The HyperX Pulsefire Surge RGB Gaming Mouse (henceforth, just “Pulsefire Surge”) provides a more specialized experience compared to the original Pulsefire mouse. In eschewing plug-and-play (a term that means the peripheral is fully functional out of the box without any required software), it offers more customizability, both in terms of aesthetics and functionality.
The Pulsefire Surge is the latest peripheral release from HyperX and their second mouse to date. Back in May, I reviewed the first HyperX mouse (the Pulsefire FPS), praising its light weight and comfortable grip. The biggest drawback I identified was its limited DPI settings. While the Pulsefire FPS only had four, unmodifiable DPI settings (400, 800, 1600, and 3200), the Pulsefire Surge introduces peripheral software where users can customize all sorts of settings, including DPI.
Peripheral software is actually a point of departure from standard HyperX accessories. All previous peripherals I’ve reviewed from them (headsets, mice, and keyboards) have been fully plug-and-play, though I know that their most recently released keyboard (the HyperX Alloy RGB) also has accompanying software. It certainly makes sense to provide additional options for gamers who want to customize their colors, set up macros, or finely tweak settings that are important to them. Enter the Pulsefire Surge.
The software for the Pulsefire Surge (entitled “NGenuity” and the same software used for the Alloy Elite RGB Mechanical Gaming Keyboard) isn’t anything flashy, but it’s functional and intuitive overall. There are three different customization categories: lighting, performance, and macros. When customizing lighting, you can choose from one of six lighting methods (solid, color cycle, breathing, wave, trigger, or none), selecting the speed and color(s) from a standard color wheel. If you’re so inclined, you can even individually set the color of the 32 differentiated light points along the edge of the mouse. Performance customization allows users to select their DPI settings, allowing anywhere from 1 to 5 different different configurations in the cycle. For each of these individual loadouts, users can choose anywhere between 100 and 16000 DPI (yes, really - 16000!). They can also set colors for each DPI setting which corresponds to the color the mouse lights up when switching to a new option.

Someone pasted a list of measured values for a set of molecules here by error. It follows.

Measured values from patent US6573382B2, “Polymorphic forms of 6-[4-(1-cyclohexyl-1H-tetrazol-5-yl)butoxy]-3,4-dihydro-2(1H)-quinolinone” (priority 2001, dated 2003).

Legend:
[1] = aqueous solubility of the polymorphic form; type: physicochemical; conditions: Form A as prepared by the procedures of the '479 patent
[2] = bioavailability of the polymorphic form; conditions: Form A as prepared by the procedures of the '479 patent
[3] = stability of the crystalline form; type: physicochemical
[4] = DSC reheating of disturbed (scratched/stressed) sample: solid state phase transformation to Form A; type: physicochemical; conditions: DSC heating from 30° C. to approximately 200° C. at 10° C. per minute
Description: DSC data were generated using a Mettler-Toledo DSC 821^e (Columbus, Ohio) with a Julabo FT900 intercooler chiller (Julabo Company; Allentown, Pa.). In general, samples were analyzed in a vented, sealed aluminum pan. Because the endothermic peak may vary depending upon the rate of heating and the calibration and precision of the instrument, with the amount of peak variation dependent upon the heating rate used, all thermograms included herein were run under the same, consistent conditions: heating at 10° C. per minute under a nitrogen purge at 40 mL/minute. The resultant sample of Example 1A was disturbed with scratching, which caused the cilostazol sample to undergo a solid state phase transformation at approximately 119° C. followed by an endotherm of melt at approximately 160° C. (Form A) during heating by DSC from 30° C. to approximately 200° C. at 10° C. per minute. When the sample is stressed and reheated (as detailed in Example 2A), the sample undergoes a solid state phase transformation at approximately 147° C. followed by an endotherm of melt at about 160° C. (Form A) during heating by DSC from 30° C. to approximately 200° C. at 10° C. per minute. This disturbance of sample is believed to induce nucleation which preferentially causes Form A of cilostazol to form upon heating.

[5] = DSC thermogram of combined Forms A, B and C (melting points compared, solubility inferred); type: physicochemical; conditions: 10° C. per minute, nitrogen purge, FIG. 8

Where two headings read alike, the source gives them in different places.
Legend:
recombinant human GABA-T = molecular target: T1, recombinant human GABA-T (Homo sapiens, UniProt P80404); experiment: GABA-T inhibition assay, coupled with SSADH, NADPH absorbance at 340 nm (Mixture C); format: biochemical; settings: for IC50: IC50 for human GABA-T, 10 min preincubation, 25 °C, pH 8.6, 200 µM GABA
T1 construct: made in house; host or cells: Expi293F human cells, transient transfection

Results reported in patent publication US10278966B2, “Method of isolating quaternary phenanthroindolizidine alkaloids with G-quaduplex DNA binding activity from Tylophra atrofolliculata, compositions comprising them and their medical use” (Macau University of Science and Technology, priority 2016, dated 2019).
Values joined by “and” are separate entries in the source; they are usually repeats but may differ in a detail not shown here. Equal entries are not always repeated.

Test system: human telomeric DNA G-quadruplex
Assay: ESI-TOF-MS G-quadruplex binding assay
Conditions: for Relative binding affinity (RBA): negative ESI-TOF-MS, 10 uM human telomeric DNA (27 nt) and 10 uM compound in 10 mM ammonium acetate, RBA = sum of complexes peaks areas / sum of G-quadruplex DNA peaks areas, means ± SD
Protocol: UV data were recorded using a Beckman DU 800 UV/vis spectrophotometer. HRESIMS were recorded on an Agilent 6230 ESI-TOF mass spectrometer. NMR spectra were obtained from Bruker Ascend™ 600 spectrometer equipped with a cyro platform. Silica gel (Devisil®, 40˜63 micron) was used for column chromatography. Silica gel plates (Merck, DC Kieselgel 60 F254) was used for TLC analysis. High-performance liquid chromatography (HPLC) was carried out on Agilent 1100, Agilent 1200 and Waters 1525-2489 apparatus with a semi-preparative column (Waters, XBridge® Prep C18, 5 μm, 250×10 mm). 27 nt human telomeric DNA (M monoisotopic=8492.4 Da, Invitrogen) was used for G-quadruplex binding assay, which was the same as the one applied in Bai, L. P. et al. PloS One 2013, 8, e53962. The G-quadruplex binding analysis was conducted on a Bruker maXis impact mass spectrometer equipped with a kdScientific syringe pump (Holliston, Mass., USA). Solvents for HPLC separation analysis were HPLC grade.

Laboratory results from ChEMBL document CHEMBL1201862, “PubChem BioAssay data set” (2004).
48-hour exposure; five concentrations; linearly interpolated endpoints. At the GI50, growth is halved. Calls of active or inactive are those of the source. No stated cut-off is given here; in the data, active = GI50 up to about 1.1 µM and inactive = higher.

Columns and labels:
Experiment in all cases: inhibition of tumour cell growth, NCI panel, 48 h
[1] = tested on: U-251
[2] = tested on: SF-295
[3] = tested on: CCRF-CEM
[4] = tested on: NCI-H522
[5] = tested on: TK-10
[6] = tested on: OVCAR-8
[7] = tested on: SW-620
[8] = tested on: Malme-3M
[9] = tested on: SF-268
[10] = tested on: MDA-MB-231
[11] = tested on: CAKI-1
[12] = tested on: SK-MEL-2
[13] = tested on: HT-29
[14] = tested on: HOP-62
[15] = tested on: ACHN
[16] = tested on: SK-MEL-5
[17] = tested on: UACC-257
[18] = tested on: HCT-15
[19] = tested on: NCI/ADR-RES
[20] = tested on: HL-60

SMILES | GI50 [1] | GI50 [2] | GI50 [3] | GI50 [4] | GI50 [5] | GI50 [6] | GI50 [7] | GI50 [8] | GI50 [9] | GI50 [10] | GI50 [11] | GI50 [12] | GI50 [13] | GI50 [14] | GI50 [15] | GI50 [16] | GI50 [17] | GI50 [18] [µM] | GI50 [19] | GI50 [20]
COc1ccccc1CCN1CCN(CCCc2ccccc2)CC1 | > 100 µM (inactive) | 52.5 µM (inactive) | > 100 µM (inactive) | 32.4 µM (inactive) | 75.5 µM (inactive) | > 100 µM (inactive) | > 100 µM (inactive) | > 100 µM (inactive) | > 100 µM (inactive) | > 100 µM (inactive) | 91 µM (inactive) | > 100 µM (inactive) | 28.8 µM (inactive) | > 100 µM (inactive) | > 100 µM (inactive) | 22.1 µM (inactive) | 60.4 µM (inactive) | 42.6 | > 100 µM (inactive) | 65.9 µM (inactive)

The macros category allows for creating macros as well as configuring key assignments to 5 out of 6 of the buttons on the mouse (left click is not changeable). Interestingly enough, this is also where you can switch the mouse to left-handed, as it is an ambidextrous model; however, if one were to switch to left-handed, the side buttons would be on the outside of the mouse (requiring the pinky finger to use) instead of the inside (utilizing the standard thumb usage). All of your settings are saved to a profile and you can create different profiles for different games. Changing between them is as simple as selecting a new one within the software and hitting “apply.”